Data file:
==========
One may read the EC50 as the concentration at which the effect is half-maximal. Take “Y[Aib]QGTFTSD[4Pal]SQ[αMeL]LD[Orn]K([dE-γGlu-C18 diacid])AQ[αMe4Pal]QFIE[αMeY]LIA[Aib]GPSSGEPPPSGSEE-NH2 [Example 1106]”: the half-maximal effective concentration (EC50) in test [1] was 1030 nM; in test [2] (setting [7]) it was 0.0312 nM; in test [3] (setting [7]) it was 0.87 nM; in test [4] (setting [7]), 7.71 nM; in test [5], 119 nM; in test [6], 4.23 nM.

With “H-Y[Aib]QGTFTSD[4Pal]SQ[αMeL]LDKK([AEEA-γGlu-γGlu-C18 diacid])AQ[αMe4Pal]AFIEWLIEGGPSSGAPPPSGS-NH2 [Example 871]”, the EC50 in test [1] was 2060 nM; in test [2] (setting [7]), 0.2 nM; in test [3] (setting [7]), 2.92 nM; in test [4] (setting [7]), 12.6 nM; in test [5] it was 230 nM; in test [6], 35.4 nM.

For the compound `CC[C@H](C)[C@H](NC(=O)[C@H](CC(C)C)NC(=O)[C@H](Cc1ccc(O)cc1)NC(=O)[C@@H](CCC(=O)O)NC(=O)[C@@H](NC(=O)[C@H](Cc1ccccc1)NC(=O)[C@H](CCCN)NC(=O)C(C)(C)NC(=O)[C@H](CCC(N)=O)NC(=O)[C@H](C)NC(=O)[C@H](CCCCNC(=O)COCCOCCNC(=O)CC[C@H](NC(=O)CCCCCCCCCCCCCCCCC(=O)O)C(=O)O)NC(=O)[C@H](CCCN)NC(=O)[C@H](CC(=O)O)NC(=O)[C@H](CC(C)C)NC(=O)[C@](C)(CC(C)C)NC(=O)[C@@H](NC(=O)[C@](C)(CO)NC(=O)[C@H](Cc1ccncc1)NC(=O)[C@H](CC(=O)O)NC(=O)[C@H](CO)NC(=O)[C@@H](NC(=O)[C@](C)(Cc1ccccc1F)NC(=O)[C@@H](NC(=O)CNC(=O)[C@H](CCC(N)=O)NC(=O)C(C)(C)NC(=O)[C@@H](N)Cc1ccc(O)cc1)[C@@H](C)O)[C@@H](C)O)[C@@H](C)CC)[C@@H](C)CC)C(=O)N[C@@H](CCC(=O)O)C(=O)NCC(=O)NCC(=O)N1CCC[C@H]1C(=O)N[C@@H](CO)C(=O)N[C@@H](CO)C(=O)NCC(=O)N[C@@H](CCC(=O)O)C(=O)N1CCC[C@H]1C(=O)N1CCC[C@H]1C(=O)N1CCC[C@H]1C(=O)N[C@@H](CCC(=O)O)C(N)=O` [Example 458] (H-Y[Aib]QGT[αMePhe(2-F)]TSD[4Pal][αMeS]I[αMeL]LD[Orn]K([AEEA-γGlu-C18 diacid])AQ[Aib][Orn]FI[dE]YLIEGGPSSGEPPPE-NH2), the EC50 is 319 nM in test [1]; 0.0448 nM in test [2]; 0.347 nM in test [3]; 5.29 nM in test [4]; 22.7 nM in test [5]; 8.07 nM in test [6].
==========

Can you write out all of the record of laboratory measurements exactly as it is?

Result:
One may read the EC50 as the concentration at which the effect is half-maximal. Take “Y[Aib]QGTFTSD[4Pal]SQ[αMeL]LD[Orn]K([dE-γGlu-C18 diacid])AQ[αMe4Pal]QFIE[αMeY]LIA[Aib]GPSSGEPPPSGSEE-NH2 [Example 1106]”: the half-maximal effective concentration (EC50) in test [1] was 1030 nM; in test [2] (setting [7]) it was 0.0312 nM; in test [3] (setting [7]) it was 0.87 nM; in test [4] (setting [7]), 7.71 nM; in test [5], 119 nM; in test [6], 4.23 nM.

With “H-Y[Aib]QGTFTSD[4Pal]SQ[αMeL]LDKK([AEEA-γGlu-γGlu-C18 diacid])AQ[αMe4Pal]AFIEWLIEGGPSSGAPPPSGS-NH2 [Example 871]”, the EC50 in test [1] was 2060 nM; in test [2] (setting [7]), 0.2 nM; in test [3] (setting [7]), 2.92 nM; in test [4] (setting [7]), 12.6 nM; in test [5] it was 230 nM; in test [6], 35.4 nM.

For the compound `CC[C@H](C)[C@H](NC(=O)[C@H](CC(C)C)NC(=O)[C@H](Cc1ccc(O)cc1)NC(=O)[C@@H](CCC(=O)O)NC(=O)[C@@H](NC(=O)[C@H](Cc1ccccc1)NC(=O)[C@H](CCCN)NC(=O)C(C)(C)NC(=O)[C@H](CCC(N)=O)NC(=O)[C@H](C)NC(=O)[C@H](CCCCNC(=O)COCCOCCNC(=O)CC[C@H](NC(=O)CCCCCCCCCCCCCCCCC(=O)O)C(=O)O)NC(=O)[C@H](CCCN)NC(=O)[C@H](CC(=O)O)NC(=O)[C@H](CC(C)C)NC(=O)[C@](C)(CC(C)C)NC(=O)[C@@H](NC(=O)[C@](C)(CO)NC(=O)[C@H](Cc1ccncc1)NC(=O)[C@H](CC(=O)O)NC(=O)[C@H](CO)NC(=O)[C@@H](NC(=O)[C@](C)(Cc1ccccc1F)NC(=O)[C@@H](NC(=O)CNC(=O)[C@H](CCC(N)=O)NC(=O)C(C)(C)NC(=O)[C@@H](N)Cc1ccc(O)cc1)[C@@H](C)O)[C@@H](C)O)[C@@H](C)CC)[C@@H](C)CC)C(=O)N[C@@H](CCC(=O)O)C(=O)NCC(=O)NCC(=O)N1CCC[C@H]1C(=O)N[C@@H](CO)C(=O)N[C@@H](CO)C(=O)NCC(=O)N[C@@H](CCC(=O)O)C(=O)N1CCC[C@H]1C(=O)N1CCC[C@H]1C(=O)N1CCC[C@H]1C(=O)N[C@@H](CCC(=O)O)C(N)=O` [Example 458] (H-Y[Aib]QGT[αMePhe(2-F)]TSD[4Pal][αMeS]I[αMeL]LD[Orn]K([AEEA-γGlu-C18 diacid])AQ[Aib][Orn]FI[dE]YLIEGGPSSGEPPPE-NH2), the EC50 is 319 nM in test [1]; 0.0448 nM in test [2]; 0.347 nM in test [3]; 5.29 nM in test [4]; 22.7 nM in test [5]; 8.07 nM in test [6].